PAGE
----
Fluctuations in human density and mobility are important drivers of epidemics, particularly in the context of large cities in low- and middle-income countries, which can act to amplify and spread local epidemics. In this talk, I will be discussing some of my recent work looking at the impact of travel on the spread of infectious diseases (including COVID-19) in Bangladesh. This work highlights the impact of large-scale population movements, particularly during holidays, on the spread of infectious diseases, and demonstrates the value of real-time data from mobile phones and social media for outbreak analysis and forecasting.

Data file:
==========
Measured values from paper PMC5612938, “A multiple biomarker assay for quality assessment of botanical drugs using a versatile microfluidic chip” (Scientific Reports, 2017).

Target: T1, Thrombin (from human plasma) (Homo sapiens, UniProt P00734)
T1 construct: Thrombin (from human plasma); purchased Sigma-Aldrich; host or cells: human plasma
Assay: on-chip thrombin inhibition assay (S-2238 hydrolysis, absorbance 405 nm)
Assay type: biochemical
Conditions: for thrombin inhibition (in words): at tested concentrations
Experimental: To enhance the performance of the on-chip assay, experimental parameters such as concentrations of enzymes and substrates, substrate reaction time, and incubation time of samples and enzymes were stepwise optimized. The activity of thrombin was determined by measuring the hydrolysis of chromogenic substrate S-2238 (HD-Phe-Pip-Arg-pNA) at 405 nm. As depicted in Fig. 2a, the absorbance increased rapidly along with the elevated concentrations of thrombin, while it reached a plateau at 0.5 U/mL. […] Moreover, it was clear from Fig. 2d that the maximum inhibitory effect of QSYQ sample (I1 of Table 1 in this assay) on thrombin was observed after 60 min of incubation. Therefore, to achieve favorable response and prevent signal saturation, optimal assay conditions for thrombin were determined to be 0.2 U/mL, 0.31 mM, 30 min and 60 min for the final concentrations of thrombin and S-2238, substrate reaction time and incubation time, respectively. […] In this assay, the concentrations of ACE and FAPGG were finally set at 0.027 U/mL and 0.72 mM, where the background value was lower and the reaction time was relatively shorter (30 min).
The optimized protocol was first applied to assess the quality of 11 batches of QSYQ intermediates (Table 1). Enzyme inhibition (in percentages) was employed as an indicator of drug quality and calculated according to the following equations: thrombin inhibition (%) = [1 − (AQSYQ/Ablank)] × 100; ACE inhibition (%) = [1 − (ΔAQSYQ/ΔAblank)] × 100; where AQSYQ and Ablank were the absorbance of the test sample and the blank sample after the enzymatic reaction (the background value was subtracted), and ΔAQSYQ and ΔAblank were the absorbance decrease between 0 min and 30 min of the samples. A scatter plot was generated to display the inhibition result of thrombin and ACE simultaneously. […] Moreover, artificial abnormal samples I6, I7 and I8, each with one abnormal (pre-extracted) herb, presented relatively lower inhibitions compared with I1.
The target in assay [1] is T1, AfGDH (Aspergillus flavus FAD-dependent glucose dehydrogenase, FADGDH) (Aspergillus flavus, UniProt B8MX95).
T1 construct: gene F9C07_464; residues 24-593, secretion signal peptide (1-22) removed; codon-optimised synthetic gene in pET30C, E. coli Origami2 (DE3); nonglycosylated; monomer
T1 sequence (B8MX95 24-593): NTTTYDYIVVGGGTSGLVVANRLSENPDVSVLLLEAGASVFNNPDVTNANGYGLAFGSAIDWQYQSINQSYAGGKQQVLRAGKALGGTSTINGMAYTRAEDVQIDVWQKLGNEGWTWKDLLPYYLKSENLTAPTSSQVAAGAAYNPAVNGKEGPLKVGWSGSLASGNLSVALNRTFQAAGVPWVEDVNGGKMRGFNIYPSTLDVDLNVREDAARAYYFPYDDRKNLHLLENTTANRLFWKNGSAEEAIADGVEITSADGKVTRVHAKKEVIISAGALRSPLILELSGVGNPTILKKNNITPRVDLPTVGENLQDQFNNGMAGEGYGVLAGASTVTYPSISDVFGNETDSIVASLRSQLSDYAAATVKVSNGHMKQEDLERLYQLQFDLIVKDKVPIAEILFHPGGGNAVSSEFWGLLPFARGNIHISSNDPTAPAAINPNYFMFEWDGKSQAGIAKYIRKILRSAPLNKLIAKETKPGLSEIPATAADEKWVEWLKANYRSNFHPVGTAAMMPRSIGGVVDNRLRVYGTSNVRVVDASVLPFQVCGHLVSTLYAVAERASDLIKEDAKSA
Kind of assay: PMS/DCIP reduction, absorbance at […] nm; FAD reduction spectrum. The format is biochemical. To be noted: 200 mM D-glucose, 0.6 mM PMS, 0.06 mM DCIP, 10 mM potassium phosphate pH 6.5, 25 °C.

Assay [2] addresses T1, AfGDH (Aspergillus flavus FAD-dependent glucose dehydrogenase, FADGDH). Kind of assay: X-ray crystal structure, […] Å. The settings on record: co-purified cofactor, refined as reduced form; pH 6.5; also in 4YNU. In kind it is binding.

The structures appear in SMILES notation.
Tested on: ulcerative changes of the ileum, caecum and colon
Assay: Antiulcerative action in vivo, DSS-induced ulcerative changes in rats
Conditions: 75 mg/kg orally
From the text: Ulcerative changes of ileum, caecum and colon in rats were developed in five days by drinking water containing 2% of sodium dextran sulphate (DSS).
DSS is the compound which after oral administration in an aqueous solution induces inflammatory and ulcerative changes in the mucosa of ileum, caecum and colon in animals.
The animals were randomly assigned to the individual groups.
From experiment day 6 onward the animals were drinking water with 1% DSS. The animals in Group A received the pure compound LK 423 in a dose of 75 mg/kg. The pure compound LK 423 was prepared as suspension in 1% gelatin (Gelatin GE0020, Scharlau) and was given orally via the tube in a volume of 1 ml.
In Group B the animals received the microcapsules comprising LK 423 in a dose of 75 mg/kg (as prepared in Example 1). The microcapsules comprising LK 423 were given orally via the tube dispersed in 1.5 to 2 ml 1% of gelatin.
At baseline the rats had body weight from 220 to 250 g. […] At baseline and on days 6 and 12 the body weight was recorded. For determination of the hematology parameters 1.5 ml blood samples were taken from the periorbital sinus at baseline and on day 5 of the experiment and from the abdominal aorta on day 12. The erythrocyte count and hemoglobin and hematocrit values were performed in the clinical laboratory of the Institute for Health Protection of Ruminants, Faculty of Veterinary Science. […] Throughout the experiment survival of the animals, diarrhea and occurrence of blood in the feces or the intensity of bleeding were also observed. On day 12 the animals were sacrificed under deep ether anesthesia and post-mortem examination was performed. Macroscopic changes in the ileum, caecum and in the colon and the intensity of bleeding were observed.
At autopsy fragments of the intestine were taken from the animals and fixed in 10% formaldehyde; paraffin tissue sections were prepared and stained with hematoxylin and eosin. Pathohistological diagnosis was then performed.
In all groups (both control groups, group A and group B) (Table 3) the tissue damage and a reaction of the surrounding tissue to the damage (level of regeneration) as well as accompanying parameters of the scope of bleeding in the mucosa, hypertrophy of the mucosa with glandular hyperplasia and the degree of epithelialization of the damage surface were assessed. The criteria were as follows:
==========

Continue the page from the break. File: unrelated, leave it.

Ayesha Mahmud is a demographer, and is broadly interested in the interplay between human population changes, environmental factors, and infectious disease dynamics. Her research draws on theory and methods from demography and disease ecology, to answer questions such as - why do outbreaks occur at certain times of the year? How and why does the mortality burden of infectious diseases vary over time? How do population travel patterns drive the spatial dynamics of outbreaks? How will global environmental and demographic changes alter the landscape of infectious disease burden in the future? She uses statistical methods and biologically mechanistic models to answer these questions in the context of multiple diseases in countries in Asia, Africa, and South America, using data from disease surveillance systems, hospital databases, climate models, human mobility data, and population surveys and censuses. Prior to coming to Berkeley, Mahmud was a Rockefeller Foundation Planetary Health Fellow at Harvard University. She received my Ph.D. in Demography from Princeton University in 2017.